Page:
Kaga file photo

Kaga

CountryJapan
Ship ClassKaga-class Aircraft Carrier
BuilderYokosuka Naval Arsenal
Laid Down19 Jul 1920
Launched17 Nov 1921
Commissioned1 Nov 1929
Sunk4 Jun 1942
Displacement38200 tons standard; 42541 tons full
Length812 feet
Beam107 feet
Draft31 feet
MachineryKanpon geared turbines, four screws
Bunkerage8,208t oil, 600t aviation fuel
Power Output127400 SHP
Speed28 knots
Range10,000nm at 16 knots
Crew1708
Armament10x8-in, 16x5-in, 22x25mm anti-aircraft
Armor6-in belt, 3.1-in deck
Arrester Wires9
Hangar Decks3
Elevators3
Aircraft91

Contributor: C. Peter Chen

Kaga was Japan's first heavy carrier, converted from a battleship due to be scrapped under the terms of the 1922 Washington Naval Treaty. She was built at Kobe and Yokosuka in Japan, launched in 1926, and reconstructed (extended the flight deck) in 1934-1935. While her speed was not top-notch, her tall flight deck provided a large and dry platform for takeoffs and landings, making it a welcoming home for her aircrafts. She was active off China during the Sino-Japanese War, and was one of the main carriers that launched the planes that attacked Pearl Harbor.

She was lost at the Battle of Midway after being attacked by about thirty dive bombers. The first hit damaged the aft area of the flight deck, while the second crushed into the forward elevator, causing major damage below decks. By this point, Kaga had lost all her steering capabilities. Flight commander Takahisa Amagai was probably the luckiest of all senior officers at the bridge at that time, for that the next bomb probably landed close or squarely on it, and he was the only one who survived. The fourth and probably final hit landed amidships, but there was so much confusion that there could had been another. Amagi recalled:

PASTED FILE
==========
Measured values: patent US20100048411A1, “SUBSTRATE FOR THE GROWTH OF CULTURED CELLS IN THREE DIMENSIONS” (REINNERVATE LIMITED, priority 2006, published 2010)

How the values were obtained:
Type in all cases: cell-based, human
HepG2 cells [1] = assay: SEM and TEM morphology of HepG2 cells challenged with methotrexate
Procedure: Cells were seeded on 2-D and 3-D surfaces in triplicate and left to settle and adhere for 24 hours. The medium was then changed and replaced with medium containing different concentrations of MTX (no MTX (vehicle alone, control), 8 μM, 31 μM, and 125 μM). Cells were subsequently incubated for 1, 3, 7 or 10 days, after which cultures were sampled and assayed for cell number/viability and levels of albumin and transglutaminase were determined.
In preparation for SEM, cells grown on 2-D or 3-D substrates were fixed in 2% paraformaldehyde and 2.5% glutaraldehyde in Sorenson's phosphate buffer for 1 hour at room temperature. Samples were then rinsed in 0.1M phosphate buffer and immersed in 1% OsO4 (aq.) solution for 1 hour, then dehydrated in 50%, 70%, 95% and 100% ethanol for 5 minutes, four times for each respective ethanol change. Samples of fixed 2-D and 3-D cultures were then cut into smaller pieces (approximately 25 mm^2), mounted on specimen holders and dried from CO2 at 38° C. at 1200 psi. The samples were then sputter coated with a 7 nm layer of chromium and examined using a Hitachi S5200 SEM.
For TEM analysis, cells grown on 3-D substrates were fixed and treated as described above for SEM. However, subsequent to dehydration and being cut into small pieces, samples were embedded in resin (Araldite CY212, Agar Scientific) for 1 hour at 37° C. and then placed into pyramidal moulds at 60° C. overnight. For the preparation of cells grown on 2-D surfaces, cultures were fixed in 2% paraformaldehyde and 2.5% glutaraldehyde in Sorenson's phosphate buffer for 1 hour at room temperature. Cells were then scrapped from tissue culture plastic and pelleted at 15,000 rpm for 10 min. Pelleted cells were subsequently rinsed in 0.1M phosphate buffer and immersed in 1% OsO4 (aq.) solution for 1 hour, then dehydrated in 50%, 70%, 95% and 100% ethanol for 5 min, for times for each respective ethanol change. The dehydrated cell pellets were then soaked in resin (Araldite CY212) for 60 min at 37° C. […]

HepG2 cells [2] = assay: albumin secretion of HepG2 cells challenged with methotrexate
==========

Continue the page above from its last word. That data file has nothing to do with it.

There was so much debris flying around.... Huge fires were started on the flight deck and in the hangar.... For about twenty minutes we tried to put out the fire but it became impossible, so I abandoned the ship.... The Kaga was burning fiercely from stem to stern, and the anti-aircraft batteries were firing from induced explosion of their magazines. Even the paint on the side of the hull were burning.

The uncontrollable fire aboard Kaga could partly be attributed to Japanese carrier design of the time. According to plan, to fight fire in the enclosed hangar, the damage control team was to pull heavy fire curtains that were placed in the hangar designed to isolate. However, the fires occurring in multiple areas of the hangar made isolation impossible. Furthermore, a single water main running along the ship that supplied water for firefighting was destroyed when multiple bombs exploded near the lone water main. Finally, the hangar at the time was filled with ammunition; in this enclosed hangar, without an opening directly to the exterior, the crew simply had no way to move the heavy bombs and torpedoes away from the fires (only a few men remained alive in the hangar at this time, in any case). With aviation fuel continued flowing, there was no stopping of the conflagaration. Kaga's demise would have been just a bit quicker if American torpedoes were a bit more reliable: while Kaga was ablaze, USS Nautilus found the carrier and fired four torpedoes at her. The first was stuck in the tube, while the second and the third missed widely. The fourth hit Kaga squarely, scaring the swimming sailors near by, but it failed to detonate. Ironically, the torpedo broke in half and provided floatation tools for the Japanese sailors.